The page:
DesignLibrary / Text / TextInputLayout


One component of the Design Support Library that we didn’t cover in the earlier series on that library was the new TextInputLayout which adds some nice additions to a standard EditText control to provide improved hint and error text handling. In this article we’ll look at how to use it, and avoid the one gotcha with error text.

Although TextView (which EditText subclasses) already has some support for hint text and error text handling, they are a little dated, don’t really embrace material design, and can, in some cases, can actually be quite difficult to use. TextInputLayout improves upon this by adding a wrapper around a standard EditText which will give us a much more material implementation of these.

So we need to start by importing the design support library in to our project:

apply plugin: ''

android {
    compileSdkVersion 23
    buildToolsVersion "23.0.0"

    defaultConfig {
        applicationId "com.stylingandroid.textinputlayout"
        minSdkVersion 7
        targetSdkVersion 23
        versionCode 1
        versionName "1.0"
    buildTypes {
        release {
            minifyEnabled false
            proguardFiles getDefaultProguardFile('proguard-android.txt'), ''

dependencies {
    compile ''

Next we need to create a layout in which we wrap our EditText inside a TextInputLayout:

The additional View in here is just to hold the initial focus when the layout is first loaded. The reason for this is that the position, colour, and size of the hint text will change as the EditText receives focus, so having this focus holder View enables us to see this transition.

The only thing of note with the TextInputLayout declaration is that we specify app:errorEnabled="true" to enable the error text display support – more on this in a moment.

The next thing that we need to do is hook all of this up in our Activity:

public class MainActivity extends Activity {

    private static final int MIN_TEXT_LENGTH = 4;
    private static final String EMPTY_STRING = "";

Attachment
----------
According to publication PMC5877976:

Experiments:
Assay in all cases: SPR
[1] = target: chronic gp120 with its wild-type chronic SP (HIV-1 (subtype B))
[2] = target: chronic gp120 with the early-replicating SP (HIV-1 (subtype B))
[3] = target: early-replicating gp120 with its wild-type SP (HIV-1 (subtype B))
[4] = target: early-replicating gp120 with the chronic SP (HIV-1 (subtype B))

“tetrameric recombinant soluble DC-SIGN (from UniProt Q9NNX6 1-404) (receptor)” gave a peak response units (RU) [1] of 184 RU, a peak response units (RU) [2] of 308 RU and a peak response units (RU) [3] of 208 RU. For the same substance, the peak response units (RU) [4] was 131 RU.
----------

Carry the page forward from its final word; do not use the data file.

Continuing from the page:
private TextInputLayout textInputLayout;
    private EditText editText;

    protected void onCreate(Bundle savedInstanceState) {

        textInputLayout = (TextInputLayout) findViewById(;
        editText = (EditText) findViewById(;


    private boolean shouldShowError() {
        int textLength = editText.getText().length();
        return textLength > 0 && textLength < MIN_TEXT_LENGTH;

    private void showError() {

    private void hideError() {

    private static final class ActionListener implements TextView.OnEditorActionListener {
        private final WeakReference<MainActivity> mainActivityWeakReference;

        public static ActionListener newInstance(MainActivity mainActivity) {
            WeakReference<MainActivity> mainActivityWeakReference = new WeakReference<>(mainActivity);
            return new ActionListener(mainActivityWeakReference);

        private ActionListener(WeakReference<MainActivity> mainActivityWeakReference) {
            this.mainActivityWeakReference = mainActivityWeakReference;

        public boolean onEditorAction(TextView v, int actionId, KeyEvent event) {
            MainActivity mainActivity = mainActivityWeakReference.get();
            if (mainActivity != null) {
                if (actionId == EditorInfo.IME_ACTION_GO && mainActivity.shouldShowError()) {
                } else {
            return true;